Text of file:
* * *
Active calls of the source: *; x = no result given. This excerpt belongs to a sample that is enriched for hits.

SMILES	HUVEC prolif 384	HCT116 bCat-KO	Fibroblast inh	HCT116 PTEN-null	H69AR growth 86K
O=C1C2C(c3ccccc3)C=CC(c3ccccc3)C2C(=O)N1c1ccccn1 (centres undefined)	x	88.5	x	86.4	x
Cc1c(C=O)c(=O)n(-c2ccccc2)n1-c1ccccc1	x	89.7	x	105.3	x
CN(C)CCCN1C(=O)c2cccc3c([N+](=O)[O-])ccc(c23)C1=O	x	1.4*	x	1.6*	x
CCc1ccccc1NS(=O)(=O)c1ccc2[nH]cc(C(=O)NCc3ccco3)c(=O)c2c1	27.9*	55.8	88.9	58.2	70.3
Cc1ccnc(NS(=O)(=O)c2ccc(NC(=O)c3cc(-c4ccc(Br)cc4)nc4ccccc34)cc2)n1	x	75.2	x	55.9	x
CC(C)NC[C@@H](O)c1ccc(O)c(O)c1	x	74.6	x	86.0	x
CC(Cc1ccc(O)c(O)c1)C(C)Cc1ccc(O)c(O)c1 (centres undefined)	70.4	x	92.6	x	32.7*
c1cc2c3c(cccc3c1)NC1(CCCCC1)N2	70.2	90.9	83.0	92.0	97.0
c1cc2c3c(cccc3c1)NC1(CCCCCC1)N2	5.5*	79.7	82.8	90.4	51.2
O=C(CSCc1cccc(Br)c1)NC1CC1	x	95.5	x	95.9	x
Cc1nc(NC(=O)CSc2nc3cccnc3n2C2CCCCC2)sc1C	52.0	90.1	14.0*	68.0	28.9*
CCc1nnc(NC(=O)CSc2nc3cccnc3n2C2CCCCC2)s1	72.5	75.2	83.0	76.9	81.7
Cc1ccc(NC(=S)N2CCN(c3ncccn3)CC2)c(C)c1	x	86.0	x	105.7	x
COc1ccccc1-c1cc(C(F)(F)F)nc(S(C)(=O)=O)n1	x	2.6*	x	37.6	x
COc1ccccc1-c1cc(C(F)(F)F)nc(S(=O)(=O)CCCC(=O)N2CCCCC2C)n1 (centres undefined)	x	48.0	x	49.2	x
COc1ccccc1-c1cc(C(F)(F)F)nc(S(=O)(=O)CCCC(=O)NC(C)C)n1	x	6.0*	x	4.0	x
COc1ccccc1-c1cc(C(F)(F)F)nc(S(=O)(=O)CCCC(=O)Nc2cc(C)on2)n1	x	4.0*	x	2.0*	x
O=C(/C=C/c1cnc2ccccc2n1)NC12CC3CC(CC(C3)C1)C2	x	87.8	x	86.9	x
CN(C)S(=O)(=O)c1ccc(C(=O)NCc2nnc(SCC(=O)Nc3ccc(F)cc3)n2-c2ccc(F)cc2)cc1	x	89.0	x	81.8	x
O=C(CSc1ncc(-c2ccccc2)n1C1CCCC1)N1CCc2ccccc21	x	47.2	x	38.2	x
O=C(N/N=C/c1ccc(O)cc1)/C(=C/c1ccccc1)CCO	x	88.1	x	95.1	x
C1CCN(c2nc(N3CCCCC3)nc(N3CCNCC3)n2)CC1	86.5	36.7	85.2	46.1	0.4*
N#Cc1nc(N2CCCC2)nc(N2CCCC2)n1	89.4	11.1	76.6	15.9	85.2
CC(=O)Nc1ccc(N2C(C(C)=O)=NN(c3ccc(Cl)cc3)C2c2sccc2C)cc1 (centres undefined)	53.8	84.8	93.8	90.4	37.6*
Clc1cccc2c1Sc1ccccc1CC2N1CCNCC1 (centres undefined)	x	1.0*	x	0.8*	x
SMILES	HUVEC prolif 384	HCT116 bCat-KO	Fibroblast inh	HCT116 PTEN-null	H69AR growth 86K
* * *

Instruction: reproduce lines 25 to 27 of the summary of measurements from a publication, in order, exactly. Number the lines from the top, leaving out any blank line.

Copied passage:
N#Cc1nc(N2CCCC2)nc(N2CCCC2)n1	89.4	11.1	76.6	15.9	85.2
CC(=O)Nc1ccc(N2C(C(C)=O)=NN(c3ccc(Cl)cc3)C2c2sccc2C)cc1 (centres undefined)	53.8	84.8	93.8	90.4	37.6*
Clc1cccc2c1Sc1ccccc1CC2N1CCNCC1 (centres undefined)	x	1.0*	x	0.8*	x